The purpose of a motion to dismiss under Rule 12(b)(6) is to test the sufficiency of the complaint. Presley v. City of Charlottesville, 464 F.3d 480, 483 (4th Cir. 2006). A complaint need only satisfy the standard of Fed.R.Civ.P. 8(a)(2), which requires a “short and plain statement of the claim showing that the pleader is entitled to relief.” “Rule 8(a)(2) still requires a ‘showing, ’ rather than a blanket assertion, of entitlement to relief.” Bell Atl. Corp. v. Twombly, 550 U.S. 544, 555 n.3 (2007). That showing must consist of more than “a formulaic recitation of the elements of a cause of action” or “naked assertion[s] devoid of further factual enhancement.” Ashcroft v. Iqbal, 556 U.S. 662, 678 (2009) (citations omitted).

At this stage, all well-pleaded allegations in a complaint must be considered as true, Albright v. Oliver, 510 U.S. 266, 268 (1994), and all factual allegations must be construed in the light most favorable to the plaintiff. See Harrison v. Westinghouse Savannah River Co., 176 F.3d 776, 783 (4th Cir. 1999) (citing Mylan Labs., Inc. v. Matkari, 7 F.3d 1130, 1134 (4th Cir. 1993)). In evaluating the complaint, unsupported legal allegations need not be accepted. Revene v. Charles Cnty. Comm’rs, 882 F.2d 870, 873 (4th Cir. 1989). Legal conclusions couched as factual allegations are insufficient, Iqbal, 556 U.S. at 678, as are conclusory factual allegations devoid of any reference to actual events. United Black Firefighters v. Hirst, 604 F.2d 844, 847 (4th Cir. 1979); see also Francis v. Giacomelli, 588 F.3d 186, 192 (4th Cir. 2009).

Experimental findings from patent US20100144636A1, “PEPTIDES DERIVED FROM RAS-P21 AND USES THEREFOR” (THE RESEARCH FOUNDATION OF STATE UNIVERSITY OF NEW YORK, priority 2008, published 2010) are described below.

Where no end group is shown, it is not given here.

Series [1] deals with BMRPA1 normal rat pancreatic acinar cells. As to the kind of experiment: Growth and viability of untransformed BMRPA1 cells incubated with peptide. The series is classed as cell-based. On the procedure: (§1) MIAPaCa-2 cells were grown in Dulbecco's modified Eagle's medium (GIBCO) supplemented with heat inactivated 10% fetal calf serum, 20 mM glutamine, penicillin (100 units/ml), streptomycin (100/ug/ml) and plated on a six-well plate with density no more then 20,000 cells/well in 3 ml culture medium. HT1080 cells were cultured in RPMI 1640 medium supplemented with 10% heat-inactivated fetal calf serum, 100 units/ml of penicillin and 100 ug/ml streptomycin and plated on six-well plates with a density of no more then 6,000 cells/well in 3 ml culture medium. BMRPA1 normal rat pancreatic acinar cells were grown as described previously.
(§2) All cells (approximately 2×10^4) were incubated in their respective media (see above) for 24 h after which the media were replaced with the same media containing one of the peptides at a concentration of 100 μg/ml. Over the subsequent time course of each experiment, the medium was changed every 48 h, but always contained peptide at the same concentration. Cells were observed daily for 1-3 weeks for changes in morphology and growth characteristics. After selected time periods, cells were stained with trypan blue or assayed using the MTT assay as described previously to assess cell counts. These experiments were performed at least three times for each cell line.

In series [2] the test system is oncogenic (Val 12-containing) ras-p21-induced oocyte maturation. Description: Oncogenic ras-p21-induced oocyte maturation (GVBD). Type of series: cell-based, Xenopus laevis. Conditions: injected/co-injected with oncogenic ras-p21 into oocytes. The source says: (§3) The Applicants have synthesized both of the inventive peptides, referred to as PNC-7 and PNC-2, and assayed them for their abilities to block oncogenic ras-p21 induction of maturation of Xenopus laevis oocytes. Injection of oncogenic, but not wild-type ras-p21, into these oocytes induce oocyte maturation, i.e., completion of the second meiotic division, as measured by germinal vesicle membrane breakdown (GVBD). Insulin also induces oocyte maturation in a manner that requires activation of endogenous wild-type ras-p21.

Allegations of fraud, which Plaintiff asserts throughout the complaint, are subject to the heightened pleading standard of Fed.R.Civ.P. 9(b). Harrison, 176 F.3d at 783. Rule 9(b) states that, “in alleging a fraud or mistake, a party must state with particularity the circumstances constituting the fraud or mistake. Malice, intent, knowledge, and other conditions of a person’s mind may be alleged generally.” Such circumstances typically “include the ‘time, place, and contents of the false representation, as well as the identity of the person making the misrepresentation and what [was] obtained thereby.’” Id. at 784 (quoting 5 Charles Alan Wright & Arthur R. Miller, Fed. Prac. & Proc. § 1297 (2d ed. 1990)). Rule 9(b) provides the defendant with sufficient notice of the basis for the plaintiff’s claim, protects the defendant against frivolous suits, eliminates fraud actions where all of the facts are ...